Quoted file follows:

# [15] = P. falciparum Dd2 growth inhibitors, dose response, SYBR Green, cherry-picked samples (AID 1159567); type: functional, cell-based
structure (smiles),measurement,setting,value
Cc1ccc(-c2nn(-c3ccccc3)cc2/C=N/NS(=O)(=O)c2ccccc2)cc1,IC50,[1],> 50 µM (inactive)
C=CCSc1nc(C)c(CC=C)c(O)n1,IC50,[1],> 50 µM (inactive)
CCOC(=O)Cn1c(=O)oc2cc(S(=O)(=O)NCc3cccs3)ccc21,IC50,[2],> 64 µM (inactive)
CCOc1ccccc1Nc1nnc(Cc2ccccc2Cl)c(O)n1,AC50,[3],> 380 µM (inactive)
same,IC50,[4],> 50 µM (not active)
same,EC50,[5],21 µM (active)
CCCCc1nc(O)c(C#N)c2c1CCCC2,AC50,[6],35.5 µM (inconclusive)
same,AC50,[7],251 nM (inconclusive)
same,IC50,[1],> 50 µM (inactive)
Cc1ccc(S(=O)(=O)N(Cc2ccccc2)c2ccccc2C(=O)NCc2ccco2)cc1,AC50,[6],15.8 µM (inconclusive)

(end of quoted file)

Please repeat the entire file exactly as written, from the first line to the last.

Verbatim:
# [15] = P. falciparum Dd2 growth inhibitors, dose response, SYBR Green, cherry-picked samples (AID 1159567); type: functional, cell-based
structure (smiles),measurement,setting,value
Cc1ccc(-c2nn(-c3ccccc3)cc2/C=N/NS(=O)(=O)c2ccccc2)cc1,IC50,[1],> 50 µM (inactive)
C=CCSc1nc(C)c(CC=C)c(O)n1,IC50,[1],> 50 µM (inactive)
CCOC(=O)Cn1c(=O)oc2cc(S(=O)(=O)NCc3cccs3)ccc21,IC50,[2],> 64 µM (inactive)
CCOc1ccccc1Nc1nnc(Cc2ccccc2Cl)c(O)n1,AC50,[3],> 380 µM (inactive)
same,IC50,[4],> 50 µM (not active)
same,EC50,[5],21 µM (active)
CCCCc1nc(O)c(C#N)c2c1CCCC2,AC50,[6],35.5 µM (inconclusive)
same,AC50,[7],251 nM (inconclusive)
same,IC50,[1],> 50 µM (inactive)
Cc1ccc(S(=O)(=O)N(Cc2ccccc2)c2ccccc2C(=O)NCc2ccco2)cc1,AC50,[6],15.8 µM (inconclusive)